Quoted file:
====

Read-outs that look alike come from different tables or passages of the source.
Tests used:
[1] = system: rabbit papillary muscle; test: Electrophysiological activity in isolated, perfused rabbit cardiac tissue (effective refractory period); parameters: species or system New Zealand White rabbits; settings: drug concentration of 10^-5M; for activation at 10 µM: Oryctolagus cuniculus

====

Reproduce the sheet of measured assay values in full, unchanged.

Read-outs that look alike come from different tables or passages of the source.
Tests used:
[1] = system: rabbit papillary muscle; test: Electrophysiological activity in isolated, perfused rabbit cardiac tissue (effective refractory period); parameters: species or system New Zealand White rabbits; settings: drug concentration of 10^-5M; for activation at 10 µM: Oryctolagus cuniculus